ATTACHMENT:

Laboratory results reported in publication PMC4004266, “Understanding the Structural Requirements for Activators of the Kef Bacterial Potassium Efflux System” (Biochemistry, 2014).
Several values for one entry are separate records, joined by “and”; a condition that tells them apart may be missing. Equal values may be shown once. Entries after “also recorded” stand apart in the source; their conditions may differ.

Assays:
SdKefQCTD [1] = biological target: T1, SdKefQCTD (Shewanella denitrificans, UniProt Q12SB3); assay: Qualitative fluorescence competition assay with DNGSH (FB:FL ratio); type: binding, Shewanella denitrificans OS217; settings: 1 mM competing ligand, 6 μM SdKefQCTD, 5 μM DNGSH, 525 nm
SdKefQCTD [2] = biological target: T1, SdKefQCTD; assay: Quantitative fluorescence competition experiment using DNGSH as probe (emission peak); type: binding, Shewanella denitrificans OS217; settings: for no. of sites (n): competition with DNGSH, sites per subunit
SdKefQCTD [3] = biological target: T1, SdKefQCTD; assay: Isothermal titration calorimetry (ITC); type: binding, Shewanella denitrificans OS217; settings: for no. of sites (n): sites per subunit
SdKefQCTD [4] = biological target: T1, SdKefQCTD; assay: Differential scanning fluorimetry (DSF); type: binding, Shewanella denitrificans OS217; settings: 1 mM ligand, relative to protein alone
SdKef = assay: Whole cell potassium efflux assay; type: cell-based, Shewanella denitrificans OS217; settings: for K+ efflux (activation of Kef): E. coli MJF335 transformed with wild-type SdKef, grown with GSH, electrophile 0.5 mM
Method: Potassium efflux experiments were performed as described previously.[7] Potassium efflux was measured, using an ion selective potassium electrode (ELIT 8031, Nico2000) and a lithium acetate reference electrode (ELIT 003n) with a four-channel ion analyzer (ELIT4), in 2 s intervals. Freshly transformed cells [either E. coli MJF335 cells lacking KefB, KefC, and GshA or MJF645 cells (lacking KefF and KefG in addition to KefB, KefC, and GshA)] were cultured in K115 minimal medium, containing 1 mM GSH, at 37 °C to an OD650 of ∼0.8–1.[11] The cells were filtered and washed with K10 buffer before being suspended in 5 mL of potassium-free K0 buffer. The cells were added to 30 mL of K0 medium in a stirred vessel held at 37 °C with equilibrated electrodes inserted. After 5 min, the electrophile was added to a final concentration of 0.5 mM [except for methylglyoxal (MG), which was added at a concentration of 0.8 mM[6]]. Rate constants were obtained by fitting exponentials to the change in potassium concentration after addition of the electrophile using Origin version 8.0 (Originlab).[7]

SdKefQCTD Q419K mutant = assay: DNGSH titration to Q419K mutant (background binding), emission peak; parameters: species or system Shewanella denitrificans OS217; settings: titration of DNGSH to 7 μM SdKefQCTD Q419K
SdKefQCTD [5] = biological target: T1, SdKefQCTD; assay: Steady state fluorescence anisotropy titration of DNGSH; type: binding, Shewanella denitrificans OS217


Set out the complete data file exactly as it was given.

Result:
Laboratory results reported in publication PMC4004266, “Understanding the Structural Requirements for Activators of the Kef Bacterial Potassium Efflux System” (Biochemistry, 2014).
Several values for one entry are separate records, joined by “and”; a condition that tells them apart may be missing. Equal values may be shown once. Entries after “also recorded” stand apart in the source; their conditions may differ.

Assays:
SdKefQCTD [1] = biological target: T1, SdKefQCTD (Shewanella denitrificans, UniProt Q12SB3); assay: Qualitative fluorescence competition assay with DNGSH (FB:FL ratio); type: binding, Shewanella denitrificans OS217; settings: 1 mM competing ligand, 6 μM SdKefQCTD, 5 μM DNGSH, 525 nm
SdKefQCTD [2] = biological target: T1, SdKefQCTD; assay: Quantitative fluorescence competition experiment using DNGSH as probe (emission peak); type: binding, Shewanella denitrificans OS217; settings: for no. of sites (n): competition with DNGSH, sites per subunit
SdKefQCTD [3] = biological target: T1, SdKefQCTD; assay: Isothermal titration calorimetry (ITC); type: binding, Shewanella denitrificans OS217; settings: for no. of sites (n): sites per subunit
SdKefQCTD [4] = biological target: T1, SdKefQCTD; assay: Differential scanning fluorimetry (DSF); type: binding, Shewanella denitrificans OS217; settings: 1 mM ligand, relative to protein alone
SdKef = assay: Whole cell potassium efflux assay; type: cell-based, Shewanella denitrificans OS217; settings: for K+ efflux (activation of Kef): E. coli MJF335 transformed with wild-type SdKef, grown with GSH, electrophile 0.5 mM
Method: Potassium efflux experiments were performed as described previously.[7] Potassium efflux was measured, using an ion selective potassium electrode (ELIT 8031, Nico2000) and a lithium acetate reference electrode (ELIT 003n) with a four-channel ion analyzer (ELIT4), in 2 s intervals. Freshly transformed cells [either E. coli MJF335 cells lacking KefB, KefC, and GshA or MJF645 cells (lacking KefF and KefG in addition to KefB, KefC, and GshA)] were cultured in K115 minimal medium, containing 1 mM GSH, at 37 °C to an OD650 of ∼0.8–1.[11] The cells were filtered and washed with K10 buffer before being suspended in 5 mL of potassium-free K0 buffer. The cells were added to 30 mL of K0 medium in a stirred vessel held at 37 °C with equilibrated electrodes inserted. After 5 min, the electrophile was added to a final concentration of 0.5 mM [except for methylglyoxal (MG), which was added at a concentration of 0.8 mM[6]]. Rate constants were obtained by fitting exponentials to the change in potassium concentration after addition of the electrophile using Origin version 8.0 (Originlab).[7]

SdKefQCTD Q419K mutant = assay: DNGSH titration to Q419K mutant (background binding), emission peak; parameters: species or system Shewanella denitrificans OS217; settings: titration of DNGSH to 7 μM SdKefQCTD Q419K
SdKefQCTD [5] = biological target: T1, SdKefQCTD; assay: Steady state fluorescence anisotropy titration of DNGSH; type: binding, Shewanella denitrificans OS217